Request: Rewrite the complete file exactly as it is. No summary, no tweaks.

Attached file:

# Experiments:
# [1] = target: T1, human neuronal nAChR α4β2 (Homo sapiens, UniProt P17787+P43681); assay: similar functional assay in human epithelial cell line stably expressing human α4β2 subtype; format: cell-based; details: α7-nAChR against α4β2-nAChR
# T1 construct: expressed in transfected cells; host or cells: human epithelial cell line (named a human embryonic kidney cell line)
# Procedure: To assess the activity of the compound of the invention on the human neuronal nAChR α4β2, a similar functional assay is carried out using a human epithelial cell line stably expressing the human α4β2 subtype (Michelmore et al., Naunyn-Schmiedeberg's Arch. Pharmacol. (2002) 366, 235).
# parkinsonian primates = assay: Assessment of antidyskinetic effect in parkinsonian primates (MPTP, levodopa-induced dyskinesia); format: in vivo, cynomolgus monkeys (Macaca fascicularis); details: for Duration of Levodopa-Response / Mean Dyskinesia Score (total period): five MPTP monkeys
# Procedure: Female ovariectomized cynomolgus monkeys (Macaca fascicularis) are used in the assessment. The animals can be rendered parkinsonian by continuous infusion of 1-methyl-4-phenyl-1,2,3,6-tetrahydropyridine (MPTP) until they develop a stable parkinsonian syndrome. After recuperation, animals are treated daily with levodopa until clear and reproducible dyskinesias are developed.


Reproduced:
# Experiments:
# [1] = target: T1, human neuronal nAChR α4β2 (Homo sapiens, UniProt P17787+P43681); assay: similar functional assay in human epithelial cell line stably expressing human α4β2 subtype; format: cell-based; details: α7-nAChR against α4β2-nAChR
# T1 construct: expressed in transfected cells; host or cells: human epithelial cell line (named a human embryonic kidney cell line)
# Procedure: To assess the activity of the compound of the invention on the human neuronal nAChR α4β2, a similar functional assay is carried out using a human epithelial cell line stably expressing the human α4β2 subtype (Michelmore et al., Naunyn-Schmiedeberg's Arch. Pharmacol. (2002) 366, 235).
# parkinsonian primates = assay: Assessment of antidyskinetic effect in parkinsonian primates (MPTP, levodopa-induced dyskinesia); format: in vivo, cynomolgus monkeys (Macaca fascicularis); details: for Duration of Levodopa-Response / Mean Dyskinesia Score (total period): five MPTP monkeys
# Procedure: Female ovariectomized cynomolgus monkeys (Macaca fascicularis) are used in the assessment. The animals can be rendered parkinsonian by continuous infusion of 1-methyl-4-phenyl-1,2,3,6-tetrahydropyridine (MPTP) until they develop a stable parkinsonian syndrome. After recuperation, animals are treated daily with levodopa until clear and reproducible dyskinesias are developed.